Belgian regulator suggests ad ban in report on football ads
The Belgian Gaming Commission (BGC) has criticised the prominence of gambling advertising in football in a report on ads during the 2019 Jupiler Pro League playoffs.
It said in the report that it may look into introducing advertising restrictions for gambling companies.
The commission’s report found that gambling advertisements were widespread in Belgian football, thanks to Kindred brand Unibet’s sponsorship of the Jupiler Pro League and many clubs being sponsored by gambling operators. Of the 18 clubs in the Pro League, 14 were sponsored by gambling operators, including all six in the championship playoff, in which teams compete for the league title.
In addition, the report noted that Belgian clubs often advertised gambling through the display of their sponsors’ logos on club websites and the advertisement of gambling promotions on club social media feeds.
“The analysis of the gambling advertising shown during the football play-offs and the analysis of the betting data show, on the one hand, that gambling advertising is ubiquitous in football events and on the other hand, that an increase in gambling activity can be observed on the playing days of the play-offs,” the report said.
The report said that the prominence of gambling advertising could be a problem by convincing viewers that gambling is a built-in part of sports.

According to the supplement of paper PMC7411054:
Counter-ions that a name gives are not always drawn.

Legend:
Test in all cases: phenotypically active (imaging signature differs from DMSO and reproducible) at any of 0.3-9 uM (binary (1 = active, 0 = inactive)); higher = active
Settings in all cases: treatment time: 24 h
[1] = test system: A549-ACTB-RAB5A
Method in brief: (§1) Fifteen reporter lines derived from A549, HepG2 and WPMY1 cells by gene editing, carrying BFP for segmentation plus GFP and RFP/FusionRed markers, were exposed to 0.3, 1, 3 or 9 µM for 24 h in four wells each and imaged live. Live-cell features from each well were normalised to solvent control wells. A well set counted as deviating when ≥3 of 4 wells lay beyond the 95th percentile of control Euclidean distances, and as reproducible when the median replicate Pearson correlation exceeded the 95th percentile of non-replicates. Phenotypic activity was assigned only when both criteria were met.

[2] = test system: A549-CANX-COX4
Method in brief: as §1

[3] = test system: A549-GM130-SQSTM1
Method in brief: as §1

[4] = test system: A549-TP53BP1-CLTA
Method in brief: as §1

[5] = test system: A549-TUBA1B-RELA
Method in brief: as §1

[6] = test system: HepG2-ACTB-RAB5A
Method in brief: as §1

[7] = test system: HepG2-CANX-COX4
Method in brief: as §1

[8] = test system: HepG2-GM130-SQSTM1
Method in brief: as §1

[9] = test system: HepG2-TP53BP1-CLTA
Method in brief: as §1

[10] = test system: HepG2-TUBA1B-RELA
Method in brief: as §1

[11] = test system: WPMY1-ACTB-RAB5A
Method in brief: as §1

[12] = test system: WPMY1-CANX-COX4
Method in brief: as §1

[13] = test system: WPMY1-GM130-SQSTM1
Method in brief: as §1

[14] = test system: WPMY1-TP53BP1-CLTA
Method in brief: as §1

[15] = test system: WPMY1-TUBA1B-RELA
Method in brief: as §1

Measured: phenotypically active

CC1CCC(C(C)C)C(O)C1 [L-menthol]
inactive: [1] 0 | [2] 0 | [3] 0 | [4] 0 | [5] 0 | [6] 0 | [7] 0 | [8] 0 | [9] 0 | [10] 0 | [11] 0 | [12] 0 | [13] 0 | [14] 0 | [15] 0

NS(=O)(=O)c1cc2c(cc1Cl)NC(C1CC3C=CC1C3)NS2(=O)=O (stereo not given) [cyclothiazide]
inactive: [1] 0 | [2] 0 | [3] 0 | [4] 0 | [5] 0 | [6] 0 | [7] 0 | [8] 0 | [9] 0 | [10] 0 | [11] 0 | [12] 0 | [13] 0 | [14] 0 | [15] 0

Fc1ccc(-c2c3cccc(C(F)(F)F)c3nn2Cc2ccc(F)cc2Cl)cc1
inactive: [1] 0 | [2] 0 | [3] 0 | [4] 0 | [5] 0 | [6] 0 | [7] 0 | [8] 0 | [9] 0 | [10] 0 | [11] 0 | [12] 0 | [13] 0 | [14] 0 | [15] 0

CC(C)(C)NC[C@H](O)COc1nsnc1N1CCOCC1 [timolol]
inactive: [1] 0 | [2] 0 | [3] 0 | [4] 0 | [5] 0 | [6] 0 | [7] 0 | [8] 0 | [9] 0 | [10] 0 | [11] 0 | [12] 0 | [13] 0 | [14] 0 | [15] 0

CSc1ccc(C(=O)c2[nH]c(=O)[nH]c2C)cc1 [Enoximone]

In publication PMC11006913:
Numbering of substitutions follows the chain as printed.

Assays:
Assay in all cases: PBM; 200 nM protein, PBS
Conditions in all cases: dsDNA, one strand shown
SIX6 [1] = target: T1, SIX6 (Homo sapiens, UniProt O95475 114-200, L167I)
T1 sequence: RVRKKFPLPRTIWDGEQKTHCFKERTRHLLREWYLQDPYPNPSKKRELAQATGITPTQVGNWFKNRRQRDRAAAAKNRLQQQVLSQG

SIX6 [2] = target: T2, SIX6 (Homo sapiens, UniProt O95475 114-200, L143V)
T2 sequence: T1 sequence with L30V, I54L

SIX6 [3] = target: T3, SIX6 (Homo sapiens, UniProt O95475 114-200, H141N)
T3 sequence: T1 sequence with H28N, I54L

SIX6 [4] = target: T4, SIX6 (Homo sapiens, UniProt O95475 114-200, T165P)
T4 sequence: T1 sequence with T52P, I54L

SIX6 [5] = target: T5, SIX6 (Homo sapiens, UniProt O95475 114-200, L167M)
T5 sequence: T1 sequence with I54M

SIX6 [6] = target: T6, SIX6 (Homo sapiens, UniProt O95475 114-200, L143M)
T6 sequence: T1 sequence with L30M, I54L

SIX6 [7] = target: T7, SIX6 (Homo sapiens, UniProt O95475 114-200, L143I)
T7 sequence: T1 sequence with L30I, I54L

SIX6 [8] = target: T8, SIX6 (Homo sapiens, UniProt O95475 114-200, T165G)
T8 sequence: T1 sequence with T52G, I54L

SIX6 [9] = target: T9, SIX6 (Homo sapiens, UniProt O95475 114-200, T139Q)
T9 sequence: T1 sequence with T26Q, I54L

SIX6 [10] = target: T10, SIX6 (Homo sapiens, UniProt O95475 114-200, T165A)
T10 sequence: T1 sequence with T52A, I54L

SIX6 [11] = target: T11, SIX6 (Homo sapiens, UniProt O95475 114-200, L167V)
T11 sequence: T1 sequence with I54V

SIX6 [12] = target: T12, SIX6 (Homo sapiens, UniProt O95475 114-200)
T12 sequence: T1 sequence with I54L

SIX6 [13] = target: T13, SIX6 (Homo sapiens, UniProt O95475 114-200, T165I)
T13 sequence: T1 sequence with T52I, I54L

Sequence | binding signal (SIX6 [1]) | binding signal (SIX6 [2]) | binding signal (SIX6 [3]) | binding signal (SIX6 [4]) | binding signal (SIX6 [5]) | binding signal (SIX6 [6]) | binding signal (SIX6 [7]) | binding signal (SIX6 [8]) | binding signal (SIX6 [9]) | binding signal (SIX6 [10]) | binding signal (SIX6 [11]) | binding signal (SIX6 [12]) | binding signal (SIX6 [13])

“The strong relationship between football and gambling, however, can give the public the impression that both matters are inextricably linked, which can furthermore lead to the normalization of gambling behaviour,” it said.
The commission said it would have to examine whether restrictions on gambling advertising should be implemented, possibly including a ban on advertising gambling during sports events similar to the UK’s whistle-to-whistle ban.
“It is necessary to know whether quantitative restrictions on advertising can be implemented. This can range from an advertising ban, a ban on sponsoring sports clubs or product placement, over a point system to a maximum percentage of the public space that can be occupied by such advertising messages,” the report said. “Based on this, the Gaming Commission can elaborate a targeted control and sanction policy.”
Although the report noted that advertising is an important way in which licensed operators can gain players that would otherwise go to their unlicensed counterparts, it said that this did not mean there should not be advertising restrictions.
“Advertising for licensed games of chance must be considered as part of the government's channelisation plans,” it said. “But under no circumstances can the sky be the limit. Gambling advertising must be done within a clearly defined framework.”